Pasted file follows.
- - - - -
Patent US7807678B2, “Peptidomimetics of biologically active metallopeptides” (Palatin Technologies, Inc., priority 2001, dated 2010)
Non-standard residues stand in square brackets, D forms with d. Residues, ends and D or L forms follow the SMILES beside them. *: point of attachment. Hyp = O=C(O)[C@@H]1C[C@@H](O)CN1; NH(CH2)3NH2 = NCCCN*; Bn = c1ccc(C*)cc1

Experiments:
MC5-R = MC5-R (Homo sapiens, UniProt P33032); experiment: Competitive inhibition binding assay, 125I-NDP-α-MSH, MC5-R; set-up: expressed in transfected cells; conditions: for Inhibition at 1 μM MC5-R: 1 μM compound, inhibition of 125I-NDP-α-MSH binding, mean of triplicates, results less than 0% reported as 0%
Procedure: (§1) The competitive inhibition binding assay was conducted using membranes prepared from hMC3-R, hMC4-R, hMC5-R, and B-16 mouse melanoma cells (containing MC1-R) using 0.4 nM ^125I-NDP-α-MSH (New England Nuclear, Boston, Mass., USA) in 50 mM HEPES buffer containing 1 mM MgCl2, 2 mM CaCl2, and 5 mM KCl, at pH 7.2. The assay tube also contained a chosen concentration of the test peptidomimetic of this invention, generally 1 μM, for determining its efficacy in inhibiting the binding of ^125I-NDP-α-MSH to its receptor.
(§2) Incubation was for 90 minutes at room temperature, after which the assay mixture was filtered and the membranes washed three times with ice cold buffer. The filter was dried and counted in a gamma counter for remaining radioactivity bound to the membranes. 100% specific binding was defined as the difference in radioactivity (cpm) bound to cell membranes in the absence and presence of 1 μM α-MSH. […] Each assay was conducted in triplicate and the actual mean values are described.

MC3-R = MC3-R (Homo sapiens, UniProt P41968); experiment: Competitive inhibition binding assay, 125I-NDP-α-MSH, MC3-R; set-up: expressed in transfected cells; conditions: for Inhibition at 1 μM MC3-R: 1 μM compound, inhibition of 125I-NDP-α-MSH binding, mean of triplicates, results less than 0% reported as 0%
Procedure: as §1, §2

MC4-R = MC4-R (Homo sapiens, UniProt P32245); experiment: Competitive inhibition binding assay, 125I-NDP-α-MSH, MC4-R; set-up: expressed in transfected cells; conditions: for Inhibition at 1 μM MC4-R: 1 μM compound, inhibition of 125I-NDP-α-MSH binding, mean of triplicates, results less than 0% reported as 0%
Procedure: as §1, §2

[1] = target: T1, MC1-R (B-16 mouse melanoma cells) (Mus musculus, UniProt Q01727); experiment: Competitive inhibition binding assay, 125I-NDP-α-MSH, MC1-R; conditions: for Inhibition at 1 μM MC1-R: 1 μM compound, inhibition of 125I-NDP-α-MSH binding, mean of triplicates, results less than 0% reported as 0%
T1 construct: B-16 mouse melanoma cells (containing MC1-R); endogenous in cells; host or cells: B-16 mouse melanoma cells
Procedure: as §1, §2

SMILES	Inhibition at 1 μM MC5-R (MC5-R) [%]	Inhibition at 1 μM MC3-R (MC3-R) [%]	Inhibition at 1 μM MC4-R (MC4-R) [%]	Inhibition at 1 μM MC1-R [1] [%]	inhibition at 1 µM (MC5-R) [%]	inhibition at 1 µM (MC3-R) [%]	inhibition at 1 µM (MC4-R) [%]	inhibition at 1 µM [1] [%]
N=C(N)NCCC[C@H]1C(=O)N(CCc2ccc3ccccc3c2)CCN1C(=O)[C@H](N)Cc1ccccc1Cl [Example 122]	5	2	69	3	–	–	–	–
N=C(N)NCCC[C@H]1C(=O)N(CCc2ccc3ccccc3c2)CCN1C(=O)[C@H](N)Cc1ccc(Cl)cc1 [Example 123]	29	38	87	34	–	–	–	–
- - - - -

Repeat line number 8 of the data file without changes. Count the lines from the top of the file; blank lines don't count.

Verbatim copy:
Procedure: as §1, §2